Mining Four Pounds of Hard Coal
Published 3 March 1949
I have always wanted to go dawn into a hard coal mine, and I realized my ambition at Scranton, the other day. After I had addressed the Scranton Kiwanis club, I expressed a desire to visit an anthracite mine. Willies W. Jones, general secretary of the Chamber of Commerce, said he thought it could be arranged, and I had as my deluxe chauffeur, guide and friend. Sol E. Lettieri, who runs the Airline Petroleum Company at Clarks Summit, which is just north of Scranton.
We went to the Delaware and Hudson Coal Company's office, and there were fitted out. For us no old clothes, although before it was over, my grey pants looked a little the worse for wear. Sol Lettieri's fancy fawn coat probably also would have to be cleaned. They gave us miners' hats. Then they hook on the lamp. One carries a battery back around the bustle some place, and the wiring runs up your spine, onto the back of your hat, and is attached to the front. We were now ready to descend.
The shaft we descended lies right near Highway No. 11, and is about eight hours of good motoring down the road from Ottawa. Across the road, ugly slag heaps were burning, all around us were signs of a vigorous hard coal industry. But above all, what I most noted was the relentless pursuit of safety. The foreman, for instance, wears a white hat. If there is any accident in his part of the mine, he loses his white hat for a month. Again, I watched the pink cheeked, good looking engineer working the hoist, listening intently to the whistle sounds. He moved slowly, deliberately, with super caution, giving signals himself, taking all kinds of time before he swung the levers to hoist or lower the mine elevator.
Hanging On Straps
Finally, we went down, hanging on to the steel straps which are like those in Ottawa street cars except a bit less dainty. At the level we were to disembark, not so far down, the safety gate was opened, and we stepped out.
Being down a mine is not what many think it is. The miner has to protect himself from all kinds of hazards. They take them for granted. It kept me watching all the time. For instance, there is a live trolley wire running along the mine, and if you hit it. you are in for a shock. One stumbling step, and you would get quite a charge of power. Then you have to pick your feet carefully over the ties. Water lies in places, and while the foreman splashes unconsciously through it, you try to avoid it. Projections stick out, head high. These you watch for, dodge. Beams are low, and you tramp with a half stoop. Then there are the safety doors. Behind one of these, we left the live wire.
By now, no lighting system, you march in darkness, and if you are alone, in silence. Nothing but blackness, intensified, if that could be, by the walls of black coal. By now, there was a conveyer belt, to haul the coal from the face of the mine. It so happened that once at least, we had to crawl over that. The miners take it in stride, but for an awkward person like myself, I had to gasp across it.
Finally, there was the face of the mine itself, only 10 minutes or so from the elevator shaft. There were four of us, all with our lights going. Since they were going to mine this seam, we had to unscrew our lights, while a miner used his safety lamp to test for gas. If there had been any, out we would have to go. The tiny flame indicated there was no gas. It was safe.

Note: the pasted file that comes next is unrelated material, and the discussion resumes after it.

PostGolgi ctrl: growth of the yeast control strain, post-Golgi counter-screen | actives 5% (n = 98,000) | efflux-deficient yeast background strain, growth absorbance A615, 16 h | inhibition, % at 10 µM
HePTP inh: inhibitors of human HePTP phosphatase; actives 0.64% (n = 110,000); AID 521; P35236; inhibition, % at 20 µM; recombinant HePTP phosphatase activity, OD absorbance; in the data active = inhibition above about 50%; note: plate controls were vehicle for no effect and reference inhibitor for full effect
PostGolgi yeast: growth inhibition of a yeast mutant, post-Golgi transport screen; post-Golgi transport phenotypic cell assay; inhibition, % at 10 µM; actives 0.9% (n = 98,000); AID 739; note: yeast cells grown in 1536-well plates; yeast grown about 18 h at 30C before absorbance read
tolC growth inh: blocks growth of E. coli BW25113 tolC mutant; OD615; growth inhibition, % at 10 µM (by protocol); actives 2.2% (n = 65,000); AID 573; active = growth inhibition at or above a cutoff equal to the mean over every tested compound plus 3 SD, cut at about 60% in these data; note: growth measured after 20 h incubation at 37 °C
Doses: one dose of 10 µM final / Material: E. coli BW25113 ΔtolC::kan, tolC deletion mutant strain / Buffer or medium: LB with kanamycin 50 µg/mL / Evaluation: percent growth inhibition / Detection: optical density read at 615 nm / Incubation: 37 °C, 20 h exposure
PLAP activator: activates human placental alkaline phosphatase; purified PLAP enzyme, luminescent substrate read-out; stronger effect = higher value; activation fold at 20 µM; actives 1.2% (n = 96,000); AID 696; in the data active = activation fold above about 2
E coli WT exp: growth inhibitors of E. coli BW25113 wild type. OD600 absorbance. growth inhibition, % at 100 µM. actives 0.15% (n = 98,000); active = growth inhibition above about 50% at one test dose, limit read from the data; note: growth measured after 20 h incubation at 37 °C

A Hard Coal Miner
I grabbed a shovel, told the boys to stand back, and I went to work. I knocked off some coal with my, shovel. Clarry Gillis, miner MP for Cape Breton South, would have been proud of me. Then I scooped up what I had mined, and threw it on the conveyer. I had mined four pounds of coal. I was a hard coal miner.
My return was the same in, reverse. But I want to say something about mining. If you ever go down in a coal mine, you'll think more of the miner's problem. There they are, alone, in the dark. Worse they are alone in their thoughts. They must think of that fine world on top that they are destined never to see, never to enjoy. For them no sunshine at noon, no perfume of apple blossoms in spring, no glow on the ripe tomatoes in fall. For them, coal, coal and coal.
They mine kneeling, they mine lying on their sides, they mine twisted like a contortionist. They lie in water, they breathe dirt, they live in the dark. Then at the end, what?
Well, they'll point to an old cripple, they call Dad. He'll be a sweeper, or something. They know that if they are lucky to live that long, some humble job like that is the best they can get. I am not saying the miners' philosophy is right, or it is perfect. I merely say that if you ever go down a coal mine and I have been down two you can appreciate the miner's viewpoint, warped though it might seem to some. But the miner's attitude usually is; if you don't like the way we do it, come and mine the coal yourself. There will never be any takers on that deal. After you have been down a coal mine, you wouldn't mine coal for $100 a day.
Anyway, I think going down a mine is not so much a sight-seeing experience as it is a psychological experience. Not only do you see how the other half lives, but how they think. They brought us up to the surface quickly, and in a trice, we had our hard hats off, and were back In the D&H office. In summer, going down a mine, you find it cold, quite cold. Going down a mine in winter, you find it warm. That is because the temperature below varies little during the year, and what seems cold in summer naturally seems warm in winter.
Anyway, I am now a hard coal miner, and when Clarry Gillis, and I get together, we'll have a lot to talk about. He's a miner too.